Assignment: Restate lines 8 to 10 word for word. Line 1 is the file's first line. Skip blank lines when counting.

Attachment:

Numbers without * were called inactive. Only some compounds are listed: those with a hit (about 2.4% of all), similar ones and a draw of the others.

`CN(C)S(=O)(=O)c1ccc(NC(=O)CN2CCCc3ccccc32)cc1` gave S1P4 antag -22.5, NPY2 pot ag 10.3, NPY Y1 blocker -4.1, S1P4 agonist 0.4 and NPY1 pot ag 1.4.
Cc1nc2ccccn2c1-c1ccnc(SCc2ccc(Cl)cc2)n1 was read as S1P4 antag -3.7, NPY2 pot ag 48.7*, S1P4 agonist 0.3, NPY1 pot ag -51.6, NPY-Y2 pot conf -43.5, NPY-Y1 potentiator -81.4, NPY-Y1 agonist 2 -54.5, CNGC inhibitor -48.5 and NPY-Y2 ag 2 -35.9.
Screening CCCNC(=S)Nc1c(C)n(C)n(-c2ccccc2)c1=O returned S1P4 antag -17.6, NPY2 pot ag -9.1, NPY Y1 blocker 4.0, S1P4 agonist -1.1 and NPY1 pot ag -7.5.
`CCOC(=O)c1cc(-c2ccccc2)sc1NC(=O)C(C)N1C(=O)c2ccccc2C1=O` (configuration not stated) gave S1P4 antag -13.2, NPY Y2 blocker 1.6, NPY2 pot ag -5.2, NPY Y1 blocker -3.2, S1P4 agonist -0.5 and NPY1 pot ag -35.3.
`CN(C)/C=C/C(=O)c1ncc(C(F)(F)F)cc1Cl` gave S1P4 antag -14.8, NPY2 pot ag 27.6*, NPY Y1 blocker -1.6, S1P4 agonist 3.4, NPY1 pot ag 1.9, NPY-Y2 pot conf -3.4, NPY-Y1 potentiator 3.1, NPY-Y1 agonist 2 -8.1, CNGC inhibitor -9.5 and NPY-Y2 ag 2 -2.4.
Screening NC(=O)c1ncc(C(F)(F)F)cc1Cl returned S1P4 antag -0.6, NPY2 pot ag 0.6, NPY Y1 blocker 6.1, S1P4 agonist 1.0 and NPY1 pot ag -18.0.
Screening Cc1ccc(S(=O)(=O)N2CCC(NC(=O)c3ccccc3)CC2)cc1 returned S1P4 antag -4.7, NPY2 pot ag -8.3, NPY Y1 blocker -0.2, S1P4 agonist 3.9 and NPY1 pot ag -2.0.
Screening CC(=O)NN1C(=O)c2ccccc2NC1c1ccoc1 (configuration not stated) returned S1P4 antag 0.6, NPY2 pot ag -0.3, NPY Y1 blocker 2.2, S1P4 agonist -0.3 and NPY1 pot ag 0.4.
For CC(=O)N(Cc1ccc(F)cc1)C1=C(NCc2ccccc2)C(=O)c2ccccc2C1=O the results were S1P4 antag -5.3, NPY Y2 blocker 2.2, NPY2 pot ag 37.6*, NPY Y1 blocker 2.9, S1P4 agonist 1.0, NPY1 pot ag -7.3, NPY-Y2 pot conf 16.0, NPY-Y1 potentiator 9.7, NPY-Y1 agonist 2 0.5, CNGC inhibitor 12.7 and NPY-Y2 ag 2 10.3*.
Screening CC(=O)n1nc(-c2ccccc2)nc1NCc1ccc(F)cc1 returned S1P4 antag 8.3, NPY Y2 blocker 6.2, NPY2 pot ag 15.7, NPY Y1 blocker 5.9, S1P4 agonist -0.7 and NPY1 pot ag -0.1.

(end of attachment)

Screening Cc1ccc(S(=O)(=O)N2CCC(NC(=O)c3ccccc3)CC2)cc1 returned S1P4 antag -4.7, NPY2 pot ag -8.3, NPY Y1 blocker -0.2, S1P4 agonist 3.9 and NPY1 pot ag -2.0.
Screening CC(=O)NN1C(=O)c2ccccc2NC1c1ccoc1 (configuration not stated) returned S1P4 antag 0.6, NPY2 pot ag -0.3, NPY Y1 blocker 2.2, S1P4 agonist -0.3 and NPY1 pot ag 0.4.
For CC(=O)N(Cc1ccc(F)cc1)C1=C(NCc2ccccc2)C(=O)c2ccccc2C1=O the results were S1P4 antag -5.3, NPY Y2 blocker 2.2, NPY2 pot ag 37.6*, NPY Y1 blocker 2.9, S1P4 agonist 1.0, NPY1 pot ag -7.3, NPY-Y2 pot conf 16.0, NPY-Y1 potentiator 9.7, NPY-Y1 agonist 2 0.5, CNGC inhibitor 12.7 and NPY-Y2 ag 2 10.3*.